Anyway, Frankís crew had no problems with the range card engagement. I made sure they understood exactly what was on the range card. One shot . . . one kill. They knew they didnít need to fire the second round because we got a big Ďsplashí from the first, which went down range within 1 second after the light came on. (I told you that Turner was good.) Anyway, we did the rest of the course just about as easily. I think that Frank had trouble identifying one coax target, but Turner found it and tore it up. If they didnít fire Distinguished it could only have been because they had a bad day run. I had a lot of fun.
Finally, after many fits and starts, it was time for B-15 go down range. It was after 0200, as it always seems to be when we did a night run, and I had discussed everything that I had seen on Frankís tank with my crew. I guess that some of it didnít sink in because, on the range card engagement, my gunner fired two rounds into the tank trail, very close to where the ones I had seen earlier hit, and the second one without a command to fire. I have to admit that I kicked him in the back of the helmet for that, but he had his head up against the pads so it didnít do any damage.
This left me with a problem, because there wasnít any point in firing any more. We had qualified, but could not fire Distinguished, so I called the tower and told them that we were done. We couldnít turn around and go back, so the grader pointed to a trail through the woods and told us to go back that way. The course road generally tended toward the left, so we were taking a shortcut behind the hill from which I had been unable to identify the BMP target. This meant that at least the mortars, and probably the tanks, would be firing over our heads if we got stuck. We got stuck.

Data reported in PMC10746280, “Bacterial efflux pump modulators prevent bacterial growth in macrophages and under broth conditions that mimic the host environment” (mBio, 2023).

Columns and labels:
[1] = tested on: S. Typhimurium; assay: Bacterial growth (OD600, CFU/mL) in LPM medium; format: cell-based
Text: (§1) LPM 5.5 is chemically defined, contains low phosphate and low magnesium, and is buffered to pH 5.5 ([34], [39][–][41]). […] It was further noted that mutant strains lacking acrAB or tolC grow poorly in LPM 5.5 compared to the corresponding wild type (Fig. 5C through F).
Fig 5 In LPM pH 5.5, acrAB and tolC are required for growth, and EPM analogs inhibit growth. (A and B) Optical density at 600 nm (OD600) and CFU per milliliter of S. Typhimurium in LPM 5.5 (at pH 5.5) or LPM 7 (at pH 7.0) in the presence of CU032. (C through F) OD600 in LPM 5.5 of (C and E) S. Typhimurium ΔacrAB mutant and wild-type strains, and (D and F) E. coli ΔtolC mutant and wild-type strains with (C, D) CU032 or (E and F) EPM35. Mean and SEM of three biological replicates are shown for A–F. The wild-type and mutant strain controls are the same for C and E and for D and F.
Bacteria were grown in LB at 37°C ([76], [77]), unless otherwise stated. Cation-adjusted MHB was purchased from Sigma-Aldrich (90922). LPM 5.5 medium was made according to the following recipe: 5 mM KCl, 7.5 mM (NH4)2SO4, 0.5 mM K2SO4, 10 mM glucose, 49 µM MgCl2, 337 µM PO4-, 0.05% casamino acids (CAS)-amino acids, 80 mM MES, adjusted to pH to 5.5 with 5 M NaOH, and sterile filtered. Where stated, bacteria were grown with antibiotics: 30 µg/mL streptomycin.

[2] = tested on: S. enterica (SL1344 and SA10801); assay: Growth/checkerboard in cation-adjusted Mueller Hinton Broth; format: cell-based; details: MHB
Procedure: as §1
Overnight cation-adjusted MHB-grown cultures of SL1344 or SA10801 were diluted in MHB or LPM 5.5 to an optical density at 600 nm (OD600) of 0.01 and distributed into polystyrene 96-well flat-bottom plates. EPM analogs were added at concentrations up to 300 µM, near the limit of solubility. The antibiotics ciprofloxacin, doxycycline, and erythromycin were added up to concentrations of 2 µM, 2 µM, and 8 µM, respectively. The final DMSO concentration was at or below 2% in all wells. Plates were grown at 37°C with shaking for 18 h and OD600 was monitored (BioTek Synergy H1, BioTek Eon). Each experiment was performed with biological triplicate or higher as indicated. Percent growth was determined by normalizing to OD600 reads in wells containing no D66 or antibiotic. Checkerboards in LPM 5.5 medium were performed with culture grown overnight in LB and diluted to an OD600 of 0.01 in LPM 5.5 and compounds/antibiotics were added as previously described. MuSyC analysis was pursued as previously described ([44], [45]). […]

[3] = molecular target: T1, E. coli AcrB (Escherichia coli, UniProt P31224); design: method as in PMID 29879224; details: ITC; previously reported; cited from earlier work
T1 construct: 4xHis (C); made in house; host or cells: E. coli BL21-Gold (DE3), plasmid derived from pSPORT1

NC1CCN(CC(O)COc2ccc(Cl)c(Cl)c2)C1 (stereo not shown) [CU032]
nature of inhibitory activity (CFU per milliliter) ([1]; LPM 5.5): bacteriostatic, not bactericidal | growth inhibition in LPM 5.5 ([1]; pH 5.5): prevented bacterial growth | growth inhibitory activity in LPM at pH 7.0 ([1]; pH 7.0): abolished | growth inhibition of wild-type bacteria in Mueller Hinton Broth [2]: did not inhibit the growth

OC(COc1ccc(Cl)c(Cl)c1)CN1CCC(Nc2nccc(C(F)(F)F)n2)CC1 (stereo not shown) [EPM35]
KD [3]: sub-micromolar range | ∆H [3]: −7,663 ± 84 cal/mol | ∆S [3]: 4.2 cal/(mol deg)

We Ďthrewí a track in the mud while making a tight turn. The center guides on the left side had come out from between the road wheels. You can destroy a set of road wheels when this happens in no time at all. It also puts a lot of strain on the final drive and idler wheel on that side.
Iíd had a little experience trying to Ďwalkí tracks back onto tanks while at Fort Hood, but I usually maintained my tracks well enough so that I didnít have this kind of problem. Iím not sure how I could tell but I could just push up on the track between the 2nd and 3rd road wheels and I would know if the tension was right. I was lucky this time and had the track back on in less than 10 minutes, but during that time, DaSilva had stuck his head out to ask what he should do. I have to admit that I told him to get back inside, lock his hatch, and not to ever come out again. Iím not sure how close the rounds were that were going overhead, but they were too close for me and I had signed for that tank and crew. I wasnít about to lose any of them.
After the big disaster, when we were back in the track park, another TC came up to me and asked if he could borrow my M-85 .50 caliber machine gun for the night. His was in the shop and mine worked very well, except that I was never very good at hitting anything with it. Apparently he brought it back sometime just before dawn when I was sleeping in my normal position, on the TCís side front fender with the (dead) personnel heaterís exhaust pipe as a pillow, in my sleeping bag. I guess he didnít see me because he put the machine gun down right on top of me. It only weighed 70-90 pounds and it had been a bad night, so I didnít even wake up. A few hours after dawn I must have decided to roll over. Ordinarily I would catch myself when I realized that there wasnít any Ďoverí to roll to, but the machine gun over balanced me and I fell off the fender, about five feet, into a mudhole, and the machine gun landed on top of me nearly knocking me senseless.
Have you ever asked yourself why you do the things you do? I have.
Unfortunately, this is not the end of this sad story. After Range 80 came Range 79 where the platoon fired as a unit. We didn't fire many rounds but the score was especially important to the platoon commander because it was supposed to indicate how well he used his 'tools'.